The BBFC's Jim Cliff is one of twelve examiners at the classification board who deals with videogames. Cliff was on hand at GameCity last week to talk about, amongst many other things, the continuing refusal on behalf of the BBFC to give Rockstar’s Manhunt 2
an 18-rating due to the game’s "unremitting bleakness and casual sadism."
While Rockstar continues to appeal against the BBFC’s decision, many adult British gamers are confused, angry and a little upset about this decision, particularly in light of the fact that the edited version of the game (still not edited enough for the BBFC!) goes on sale in the US later this very week on Halloween.
While Cliff is currently not able to talk (publicly) about the Manhunt 2
decision, what with the appeal still being under way, he was asked in an interview over the weekend how the BBFC can defend the decision when violent ‘torture porn’ movies such as Hostel
have been released with 18 certificates.
Cliff answered thusly:
“If the majority of Hostel was the same as some of the most violent scenes in it, it's entirely possible it could have been banned. But it's not. Most of the running time isn't violence, that's mainly crammed into a few short scenes. Also, in Hostel you are very much required to identify with the victims more than in most games.”
Cliff was also asked directly if he thought parents understood the BBFC ratings on games, to which he gave the following very open and revealing answer:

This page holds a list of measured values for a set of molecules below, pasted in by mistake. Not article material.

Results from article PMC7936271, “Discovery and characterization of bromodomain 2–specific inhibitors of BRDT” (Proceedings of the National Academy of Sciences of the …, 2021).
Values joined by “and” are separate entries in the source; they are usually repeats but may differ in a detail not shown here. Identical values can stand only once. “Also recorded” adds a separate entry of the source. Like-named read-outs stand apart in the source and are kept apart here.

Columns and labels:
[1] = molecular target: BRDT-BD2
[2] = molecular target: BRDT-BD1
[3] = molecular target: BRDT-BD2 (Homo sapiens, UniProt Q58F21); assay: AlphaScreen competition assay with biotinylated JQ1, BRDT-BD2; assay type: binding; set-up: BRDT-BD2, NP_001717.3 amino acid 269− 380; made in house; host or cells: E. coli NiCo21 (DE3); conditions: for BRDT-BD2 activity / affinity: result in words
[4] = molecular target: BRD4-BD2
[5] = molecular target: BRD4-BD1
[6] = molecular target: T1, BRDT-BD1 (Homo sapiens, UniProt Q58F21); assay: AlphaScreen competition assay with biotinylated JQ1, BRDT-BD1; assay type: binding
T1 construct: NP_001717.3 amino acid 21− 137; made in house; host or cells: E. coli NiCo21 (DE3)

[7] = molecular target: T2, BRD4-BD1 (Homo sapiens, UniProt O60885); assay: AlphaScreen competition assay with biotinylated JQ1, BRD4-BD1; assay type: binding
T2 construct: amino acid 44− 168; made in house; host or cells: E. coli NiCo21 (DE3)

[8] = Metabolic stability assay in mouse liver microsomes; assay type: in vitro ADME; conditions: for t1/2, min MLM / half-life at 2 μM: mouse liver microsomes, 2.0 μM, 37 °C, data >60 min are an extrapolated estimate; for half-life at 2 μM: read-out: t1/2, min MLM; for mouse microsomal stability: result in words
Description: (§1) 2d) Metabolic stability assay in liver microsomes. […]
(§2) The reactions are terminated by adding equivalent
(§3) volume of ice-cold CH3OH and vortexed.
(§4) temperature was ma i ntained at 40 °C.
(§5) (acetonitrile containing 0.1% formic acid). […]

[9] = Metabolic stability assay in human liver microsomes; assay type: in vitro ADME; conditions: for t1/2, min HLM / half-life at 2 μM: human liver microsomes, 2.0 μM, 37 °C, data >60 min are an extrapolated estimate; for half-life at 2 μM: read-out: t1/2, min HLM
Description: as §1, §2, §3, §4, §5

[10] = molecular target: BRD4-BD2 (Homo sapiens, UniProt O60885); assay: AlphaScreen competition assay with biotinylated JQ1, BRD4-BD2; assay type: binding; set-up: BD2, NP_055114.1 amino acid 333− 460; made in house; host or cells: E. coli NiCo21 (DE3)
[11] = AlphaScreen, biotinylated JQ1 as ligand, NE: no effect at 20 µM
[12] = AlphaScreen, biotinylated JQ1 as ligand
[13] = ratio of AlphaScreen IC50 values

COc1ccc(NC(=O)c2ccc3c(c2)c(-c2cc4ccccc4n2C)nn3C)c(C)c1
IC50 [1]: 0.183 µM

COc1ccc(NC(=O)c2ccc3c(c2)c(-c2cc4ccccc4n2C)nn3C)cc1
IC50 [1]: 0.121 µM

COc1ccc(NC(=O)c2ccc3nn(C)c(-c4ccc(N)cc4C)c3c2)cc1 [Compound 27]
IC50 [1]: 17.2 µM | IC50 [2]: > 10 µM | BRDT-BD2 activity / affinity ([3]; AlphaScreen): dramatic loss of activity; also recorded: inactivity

“I think it depends on whether they've played games before. They understand ratings on video undeniably. Ninety-seven percent of British parents are familiar with and understand our ratings. When it comes to how they apply to games, I think that the biggest issue is with parents who've never played games and are either not interested in what their kids are playing, or don't feel they would be able to understand, and so they don't take an interest. And I think it's not necessarily that they're not interested in the ratings, it's that they don't know how they would apply to games. They don't know--whereas they might know what a 15 film is like, they've got no clue what a 15 game is like. And so it's much harder for them and if their kid says that's fine, then they think it's probably fine.”
Read SPOnG's recent interview with TV Psychologist Tanya Byron
, for more musings on parental confusion with game age ratings systems in the UK.Source: Gamespot